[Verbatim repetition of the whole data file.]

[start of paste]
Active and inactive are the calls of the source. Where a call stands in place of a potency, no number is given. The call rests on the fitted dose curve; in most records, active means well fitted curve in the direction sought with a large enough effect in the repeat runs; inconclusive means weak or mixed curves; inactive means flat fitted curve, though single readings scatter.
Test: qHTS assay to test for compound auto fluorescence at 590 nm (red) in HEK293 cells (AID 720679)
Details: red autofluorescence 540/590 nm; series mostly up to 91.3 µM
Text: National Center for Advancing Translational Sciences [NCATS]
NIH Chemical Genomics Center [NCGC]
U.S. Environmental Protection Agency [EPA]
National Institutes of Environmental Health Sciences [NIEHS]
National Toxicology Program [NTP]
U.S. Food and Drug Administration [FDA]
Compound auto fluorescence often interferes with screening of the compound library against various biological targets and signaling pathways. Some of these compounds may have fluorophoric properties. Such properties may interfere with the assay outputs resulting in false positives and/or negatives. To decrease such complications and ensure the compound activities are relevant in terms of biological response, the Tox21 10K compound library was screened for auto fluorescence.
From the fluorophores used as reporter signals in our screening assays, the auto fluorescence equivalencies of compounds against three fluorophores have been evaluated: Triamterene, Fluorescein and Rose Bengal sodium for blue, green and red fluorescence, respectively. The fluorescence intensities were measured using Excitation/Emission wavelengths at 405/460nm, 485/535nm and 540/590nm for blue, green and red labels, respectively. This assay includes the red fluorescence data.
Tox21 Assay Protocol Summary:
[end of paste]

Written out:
Active and inactive are the calls of the source. Where a call stands in place of a potency, no number is given. The call rests on the fitted dose curve; in most records, active means well fitted curve in the direction sought with a large enough effect in the repeat runs; inconclusive means weak or mixed curves; inactive means flat fitted curve, though single readings scatter.
Test: qHTS assay to test for compound auto fluorescence at 590 nm (red) in HEK293 cells (AID 720679)
Details: red autofluorescence 540/590 nm; series mostly up to 91.3 µM
Text: National Center for Advancing Translational Sciences [NCATS]
NIH Chemical Genomics Center [NCGC]
U.S. Environmental Protection Agency [EPA]
National Institutes of Environmental Health Sciences [NIEHS]
National Toxicology Program [NTP]
U.S. Food and Drug Administration [FDA]
Compound auto fluorescence often interferes with screening of the compound library against various biological targets and signaling pathways. Some of these compounds may have fluorophoric properties. Such properties may interfere with the assay outputs resulting in false positives and/or negatives. To decrease such complications and ensure the compound activities are relevant in terms of biological response, the Tox21 10K compound library was screened for auto fluorescence.
From the fluorophores used as reporter signals in our screening assays, the auto fluorescence equivalencies of compounds against three fluorophores have been evaluated: Triamterene, Fluorescein and Rose Bengal sodium for blue, green and red fluorescence, respectively. The fluorescence intensities were measured using Excitation/Emission wavelengths at 405/460nm, 485/535nm and 540/590nm for blue, green and red labels, respectively. This assay includes the red fluorescence data.
Tox21 Assay Protocol Summary: